After 23 years aquarium realizes 'ghost' rays are new species

After 23 years aquarium realizes 'ghost' rays are new species


Japanese aquarium determines ‘ghost’ rays living in the facility for more than 20 years are a new species and name the pair after the vengeful spirit ‘mononoke’

  • The Kagoshima City aquarium’s rays  belong to a previously unknown species 
  • They were labeled giant guitarfish, but their heads and dorsal fins are rounder
  • They were named Rhynchobatus mononoke, after a vengeful spirit in folklore 
  • This is the first new species of ray uncovered in the country in a decade 

Sometimes the most amazing discoveries are right under your nose all along.

A pair of rays at the Kagoshima City Aquarium in Kyushu, Japan, had been identified as giant guitarfish since going on display when the attraction opened in 1997.

But researchers now believe the fish are a new species of ray, which they’ve dubbed Rhynchobatus mononoke, because its wedge-shaped head resembles a mononoke, a vengeful spirit from Japanese folklore.

The rays are part of a popular attraction called the Kuroshio Great Water Tank, but do not draw much attention and spend most of their time at the bottom of the tank.

Compared to giant guitarfish, the aquarium’s rays have rounder heads and dorsal fins and black spots on their pectoral fins.

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After 23 years, researchers in Kagoshima have determined a pair of rays in a local aquarium are actually an entirely new species. They’ve dubbed it Rhynchobatus mononoke for its resemblance to a mononoke, a vengeful shapeshifting spirit from Japanese folklore

Keita Koeda, a scientist at the Kuroshio Biological Research Institute, compared the rays in the aquarium to photos of guitarfish taken in the waters near Satsumasendai.

Designated as an endangered species by the International Union for Conservation of Nature, the giant guitarfish can grow longer than eight feet long.

While much of the giant guitarfish’s body looks like a shark, it shares some attributes with the stingray, as well.

Koeda found the shape of the aquarium rays’ heads were less sharp and the ends of their dorsal fins were rounder, according to the Asahi Shinbun.

The aquarium’s rays have rounder wedge-shaped heads and dorsal fins, and black dots near the center of their pectoral fins. They’ve been at Kagoshima City Aquarium in Kyushu since it opened in 1997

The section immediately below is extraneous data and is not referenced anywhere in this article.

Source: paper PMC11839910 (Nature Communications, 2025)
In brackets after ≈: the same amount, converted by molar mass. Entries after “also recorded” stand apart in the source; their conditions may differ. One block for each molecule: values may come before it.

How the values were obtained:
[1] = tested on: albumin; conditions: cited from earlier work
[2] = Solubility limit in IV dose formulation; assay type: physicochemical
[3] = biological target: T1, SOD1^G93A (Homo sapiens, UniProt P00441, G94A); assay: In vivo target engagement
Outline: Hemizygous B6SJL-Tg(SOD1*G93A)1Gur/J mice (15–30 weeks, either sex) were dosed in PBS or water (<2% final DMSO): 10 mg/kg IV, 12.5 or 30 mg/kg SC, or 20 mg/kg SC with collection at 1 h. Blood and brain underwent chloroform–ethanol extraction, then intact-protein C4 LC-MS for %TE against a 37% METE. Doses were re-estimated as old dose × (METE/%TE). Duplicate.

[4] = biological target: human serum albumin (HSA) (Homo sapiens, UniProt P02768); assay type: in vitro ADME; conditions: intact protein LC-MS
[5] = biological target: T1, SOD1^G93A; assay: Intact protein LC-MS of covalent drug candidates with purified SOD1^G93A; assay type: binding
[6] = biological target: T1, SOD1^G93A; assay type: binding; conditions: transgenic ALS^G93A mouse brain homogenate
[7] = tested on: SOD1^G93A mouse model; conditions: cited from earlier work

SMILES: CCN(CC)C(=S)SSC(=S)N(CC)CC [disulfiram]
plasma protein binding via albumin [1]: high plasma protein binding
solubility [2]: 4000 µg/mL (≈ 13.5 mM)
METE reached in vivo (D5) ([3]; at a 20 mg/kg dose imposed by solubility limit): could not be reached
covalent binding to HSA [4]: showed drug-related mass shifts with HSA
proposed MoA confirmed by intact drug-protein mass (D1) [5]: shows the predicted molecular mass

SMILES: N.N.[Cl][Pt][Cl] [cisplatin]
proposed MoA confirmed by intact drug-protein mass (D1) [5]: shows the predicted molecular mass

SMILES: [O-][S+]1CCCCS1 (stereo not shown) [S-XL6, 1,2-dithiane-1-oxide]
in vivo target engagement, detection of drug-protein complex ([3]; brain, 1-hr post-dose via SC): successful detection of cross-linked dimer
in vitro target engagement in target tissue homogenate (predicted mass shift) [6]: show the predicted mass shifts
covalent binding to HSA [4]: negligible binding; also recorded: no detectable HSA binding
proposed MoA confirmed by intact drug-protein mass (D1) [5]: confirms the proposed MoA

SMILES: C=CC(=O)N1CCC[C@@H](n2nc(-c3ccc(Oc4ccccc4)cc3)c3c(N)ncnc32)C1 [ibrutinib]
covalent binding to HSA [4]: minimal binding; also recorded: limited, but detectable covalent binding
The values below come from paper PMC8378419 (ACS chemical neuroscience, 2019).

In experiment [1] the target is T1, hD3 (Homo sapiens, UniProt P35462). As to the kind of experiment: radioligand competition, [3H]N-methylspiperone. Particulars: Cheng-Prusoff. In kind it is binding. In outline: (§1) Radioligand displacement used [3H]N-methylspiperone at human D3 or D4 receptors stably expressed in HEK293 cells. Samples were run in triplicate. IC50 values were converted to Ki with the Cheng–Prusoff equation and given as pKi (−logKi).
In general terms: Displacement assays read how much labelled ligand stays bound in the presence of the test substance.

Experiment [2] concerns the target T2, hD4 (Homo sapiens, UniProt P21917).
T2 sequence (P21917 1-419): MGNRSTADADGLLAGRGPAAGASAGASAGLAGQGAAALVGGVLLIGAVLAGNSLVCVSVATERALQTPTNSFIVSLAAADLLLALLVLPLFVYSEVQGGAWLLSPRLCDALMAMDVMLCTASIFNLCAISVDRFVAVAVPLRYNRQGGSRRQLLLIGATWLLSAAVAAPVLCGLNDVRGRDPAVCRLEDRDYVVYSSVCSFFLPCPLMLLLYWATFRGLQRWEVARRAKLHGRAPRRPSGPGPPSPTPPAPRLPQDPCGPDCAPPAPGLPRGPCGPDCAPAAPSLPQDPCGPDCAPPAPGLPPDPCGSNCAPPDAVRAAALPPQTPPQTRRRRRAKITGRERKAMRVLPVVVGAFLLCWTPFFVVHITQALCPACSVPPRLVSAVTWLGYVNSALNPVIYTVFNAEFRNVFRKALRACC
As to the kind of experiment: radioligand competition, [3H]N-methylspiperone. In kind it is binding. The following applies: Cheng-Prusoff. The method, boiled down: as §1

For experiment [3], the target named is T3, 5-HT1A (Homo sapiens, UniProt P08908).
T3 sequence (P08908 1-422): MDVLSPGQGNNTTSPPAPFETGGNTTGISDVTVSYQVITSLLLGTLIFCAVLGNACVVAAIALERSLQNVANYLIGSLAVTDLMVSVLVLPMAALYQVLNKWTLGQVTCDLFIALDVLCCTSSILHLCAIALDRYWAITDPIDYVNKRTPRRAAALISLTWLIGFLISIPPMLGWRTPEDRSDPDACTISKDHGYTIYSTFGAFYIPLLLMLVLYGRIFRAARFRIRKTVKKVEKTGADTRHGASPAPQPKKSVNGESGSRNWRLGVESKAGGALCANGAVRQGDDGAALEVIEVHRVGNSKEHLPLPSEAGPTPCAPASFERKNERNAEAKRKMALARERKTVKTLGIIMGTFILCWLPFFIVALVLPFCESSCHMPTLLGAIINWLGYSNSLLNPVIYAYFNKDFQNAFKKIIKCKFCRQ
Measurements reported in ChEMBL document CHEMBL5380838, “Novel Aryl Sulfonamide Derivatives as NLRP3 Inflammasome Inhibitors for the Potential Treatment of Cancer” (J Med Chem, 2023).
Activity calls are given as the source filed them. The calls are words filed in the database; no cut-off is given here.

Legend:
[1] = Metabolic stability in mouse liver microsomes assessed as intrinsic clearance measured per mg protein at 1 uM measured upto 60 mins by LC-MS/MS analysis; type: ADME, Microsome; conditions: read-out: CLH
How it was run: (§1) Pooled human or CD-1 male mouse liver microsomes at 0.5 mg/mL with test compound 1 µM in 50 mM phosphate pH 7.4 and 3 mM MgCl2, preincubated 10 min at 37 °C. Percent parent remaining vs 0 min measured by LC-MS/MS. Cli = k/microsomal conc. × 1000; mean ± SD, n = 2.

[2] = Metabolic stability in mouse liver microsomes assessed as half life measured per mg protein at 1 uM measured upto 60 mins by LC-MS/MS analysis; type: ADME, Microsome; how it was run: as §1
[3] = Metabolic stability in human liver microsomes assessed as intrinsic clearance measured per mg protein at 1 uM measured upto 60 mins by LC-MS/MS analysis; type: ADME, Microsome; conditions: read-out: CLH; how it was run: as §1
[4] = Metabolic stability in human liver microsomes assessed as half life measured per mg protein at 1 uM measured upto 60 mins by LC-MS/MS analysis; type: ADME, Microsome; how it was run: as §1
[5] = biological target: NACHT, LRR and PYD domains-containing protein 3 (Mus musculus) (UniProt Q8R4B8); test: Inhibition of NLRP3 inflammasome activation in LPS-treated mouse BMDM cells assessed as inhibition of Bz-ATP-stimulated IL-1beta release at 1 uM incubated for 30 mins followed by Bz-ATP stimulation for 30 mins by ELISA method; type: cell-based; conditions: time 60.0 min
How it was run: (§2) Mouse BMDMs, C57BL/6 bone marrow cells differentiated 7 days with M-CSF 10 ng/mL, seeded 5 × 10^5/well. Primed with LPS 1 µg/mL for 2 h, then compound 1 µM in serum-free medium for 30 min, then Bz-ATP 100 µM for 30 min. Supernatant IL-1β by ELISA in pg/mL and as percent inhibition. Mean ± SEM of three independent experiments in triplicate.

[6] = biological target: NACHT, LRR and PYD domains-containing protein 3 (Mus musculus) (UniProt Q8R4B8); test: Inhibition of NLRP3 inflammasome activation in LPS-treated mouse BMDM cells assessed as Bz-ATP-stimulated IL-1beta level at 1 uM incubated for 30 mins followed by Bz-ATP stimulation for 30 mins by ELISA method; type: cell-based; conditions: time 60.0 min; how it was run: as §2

The captive rays also have large black spots near the center of their pectoral fins.

Working with the institute and the Kagoshima University Museum, the aquarium determined the rays were part of a previously undiscovered species.

According to findings published in the journal Icthyological Research last month, ‘the new species can be distinguished from congeners by a combination of its obtusely wedge-shaped snout, bluntly rounded dorsal fins, first dorsal fin originating about level with the pelvic-fin origin, and the outer fold on the spiracle posterior margin more pronounced than the inner fold.’ 

Rhynchobatus mononoke appears to be endemic to southern Japan, according to Koeda.

Rhynchobatus mononoke appears to be endemic to southern Japan. This is the first time a new species of ray has been uncovered in the country in a decade

This is the first time a new species of ray has been uncovered in the country in a decade.

There are approximately 630 different species of rays and skates around the world, divided into 18 families.

Aquarium staffer Akihiko Yoshida told Japan Times the discovery has reminded him the waters near Kagoshima ‘are rich with life, including creatures that have yet to be discovered.’

As far back as medieval Japan, mononoke were viewed as monstrous spirits responsible for possessing people and causing a variety of diseases, even death.

Monks and hermits would be called in to perform exorcisms to remove the spirit, which wore a triangular headpiece.

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